In discussing the consequences of this potential impending reality, Zizek turns to one of the fonts of leftish wisdom for commentary. Antonio Negri, in an interview with Le Monde chides textile workers picketing for their rights. Zizek paraphrases his well-known position thusly:
For Negri, the workers stood for all that is wrong with traditional trade-unionist socialism focused on job security, a socialism hopelessly rendered obsolete by the dynamics of 'post-modern' capitalism and the hegemonic position of cognitive labor. According to Negri, instead of reacting to this 'new spirit of capitalism' in the traditional social democratic fashion, seeing it as a threat, one should fully embrace it, in order to discern within it – in the dynamics of cognitive labor with its non-hierarchical and non-centralized forms of social interaction – the seeds of communism. 
In this third phase of the culture industry – and studies of it – we have feasted on a steady diet of this political economic vision. Surely it has caused a great deal of indigestion, but the overall shift to thinking about culture in these terms is undeniable. As Harney argues, the overlap here makes a great deal of sense given their conjunctural intellectual affinities. However, immaterial labor, the Multitude and the prefigural politics of the common have become the dominant threshold of permissible thinking and strategy. Instead of working towards redistribution or organizing labor or social movements with specific political economic demands, the Italianate oracles of the Common recommend a hands off approach which is guaranteed to do nothing to offend or oppress anyone because it is guaranteed to have almost no direct effect at all.
In the supposedly biopolitical forms of production that dominate today, it is less clear that the process of primitive accumulation prevents us from sustaining ourselves physically except in so far as the appropriated value, had it been remunerated, could have been used to support our purchase of the commodities necessary for life. In this sense, the new forms of precarious labor are certainly instructive in helping us to understand just how exceptional the Fordist economy was. But this doesn’t mean, as Hardt and Negri claim, that "biopolitical production is not constrained by the logic of scarcity."  The multitude may be an excellent example of Deluze and Guatarri’s "body without organs," but its constituent components are still constrained by the need to sustain themselves physically. In a sense, this exuberance over the third stage of the culture industry has blinkered us to the material realities that were perfectly obvious at each of the previous stages.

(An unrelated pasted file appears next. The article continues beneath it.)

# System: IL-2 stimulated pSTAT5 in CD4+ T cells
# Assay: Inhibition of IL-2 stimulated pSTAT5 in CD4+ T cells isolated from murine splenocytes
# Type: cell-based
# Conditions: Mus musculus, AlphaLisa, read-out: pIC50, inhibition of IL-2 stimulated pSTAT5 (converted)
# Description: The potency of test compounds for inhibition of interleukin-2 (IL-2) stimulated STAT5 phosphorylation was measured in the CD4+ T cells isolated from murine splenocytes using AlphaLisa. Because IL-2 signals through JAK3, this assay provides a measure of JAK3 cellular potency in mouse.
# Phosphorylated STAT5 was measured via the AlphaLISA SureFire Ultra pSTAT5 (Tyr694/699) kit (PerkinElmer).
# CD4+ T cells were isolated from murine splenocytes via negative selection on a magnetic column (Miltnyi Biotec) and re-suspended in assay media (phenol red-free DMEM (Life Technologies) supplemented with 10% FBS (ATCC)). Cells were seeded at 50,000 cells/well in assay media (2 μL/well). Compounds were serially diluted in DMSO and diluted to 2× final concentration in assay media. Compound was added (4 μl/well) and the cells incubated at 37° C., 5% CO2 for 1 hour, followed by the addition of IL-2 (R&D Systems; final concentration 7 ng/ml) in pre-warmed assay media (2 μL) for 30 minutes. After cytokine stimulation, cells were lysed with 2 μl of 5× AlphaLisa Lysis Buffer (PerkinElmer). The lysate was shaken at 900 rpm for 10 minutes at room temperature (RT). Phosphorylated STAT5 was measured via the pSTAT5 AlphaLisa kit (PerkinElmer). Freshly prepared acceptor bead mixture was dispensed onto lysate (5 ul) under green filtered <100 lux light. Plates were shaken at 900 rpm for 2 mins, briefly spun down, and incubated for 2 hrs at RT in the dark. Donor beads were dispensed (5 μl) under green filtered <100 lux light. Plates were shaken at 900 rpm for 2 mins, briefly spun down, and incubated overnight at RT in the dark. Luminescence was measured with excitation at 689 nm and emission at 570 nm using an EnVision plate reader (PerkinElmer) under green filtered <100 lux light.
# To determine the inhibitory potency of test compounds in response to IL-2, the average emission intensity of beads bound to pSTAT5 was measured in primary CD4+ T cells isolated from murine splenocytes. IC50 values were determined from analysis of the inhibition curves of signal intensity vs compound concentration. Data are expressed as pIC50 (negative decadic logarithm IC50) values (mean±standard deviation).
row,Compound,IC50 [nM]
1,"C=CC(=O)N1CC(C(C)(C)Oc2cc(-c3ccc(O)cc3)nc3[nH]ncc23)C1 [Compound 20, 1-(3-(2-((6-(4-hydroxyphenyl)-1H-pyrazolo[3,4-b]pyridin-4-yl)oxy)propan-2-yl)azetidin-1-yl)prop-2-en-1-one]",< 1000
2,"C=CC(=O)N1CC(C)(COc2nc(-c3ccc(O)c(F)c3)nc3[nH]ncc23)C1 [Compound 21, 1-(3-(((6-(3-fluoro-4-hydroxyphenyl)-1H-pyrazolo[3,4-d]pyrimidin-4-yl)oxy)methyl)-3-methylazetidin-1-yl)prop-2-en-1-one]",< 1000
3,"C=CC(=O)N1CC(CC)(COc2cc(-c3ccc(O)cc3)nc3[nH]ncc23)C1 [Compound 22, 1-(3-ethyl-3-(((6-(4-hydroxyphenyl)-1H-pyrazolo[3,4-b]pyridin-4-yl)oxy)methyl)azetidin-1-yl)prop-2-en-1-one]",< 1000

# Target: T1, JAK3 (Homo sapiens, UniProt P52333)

Hardt and Negri are generally, frustratingly vague about how the biopolitical common will also support its biological entities – and therefore how their exit from this arbitrary servitude to capital will be possible. This is true across the three volumes of their opus. In most cases, their work operates, as Timothy Brennon describes Empire, "in terms of an interstitial logic. It plays in the theoretical registers of plausible deniability;" its baroque "fresco of the political constitution of the present renders ambiguity the virtue of being 'theoretical.'" Therefore their apparent lack of any concern for the material reality of people's everyday lives or the possible efficacy of other forms of conventional political struggle can always be answered with "the ready riposte [that] the reader merely misunderstood." 
They only briefly address this in their most recent book, Commonwealth, wherein they descend, for six pages out of 400, to elaborate on a set of Keynesian inspired reforms "aimed at providing the infrastructure necessary for biopolitical production."  These include adequate food, drinking water, sanitary conditions, electricity, "and other physical necessities to support life," as well as a compendium of further necessities: education, access to an internet that is open at all levels, money for research, freedom of movement, freedom of time (i.e. a guaranteed minimum income, which is ultimately what Gorz recommends to end the absurdity he describes), and a completely participatory form of democracy. Like Keynes, they insist that these should be instituted by capital in order to save itself, but that they will still only be done "when capital is forced to accept them." By what means and with what leverage we are supposed to force its hand, they don't say.
Yet, even if it does so – whether because it is forced by struggles or "pursuing its own interests and trying preserve its own survival" – it will ultimately create "its own gravediggers." Here we discover that, once these things are provided, "the multitude will emerge with the ability autonomously to rule common wealth."  The precondition of their entire oeuvre, in other words, is a society with all the benefits of socialism and social democracy, but none of the messy politics of organization. On how to achieve this precondition, they also remain silent.
Current economic and political realities demand that Cultural Studies and studies of the cultural industries fill in this gap. The struggle we face is much older than our discipline and in some ways it requires our building once again the material preconditions of post-war critical theory. Better yet, we should demand what the post-war consensus never imagined: the list supplied by Hardt and Negri is a good start, but as any activist on those issues will tell you, it is a long, divisive slog. Serendipitously, the current social movement is perfectly positioned to begin articulating these demands, and, as mentioned above, Cultural Studies has a legacy of working with reflexivity and openness.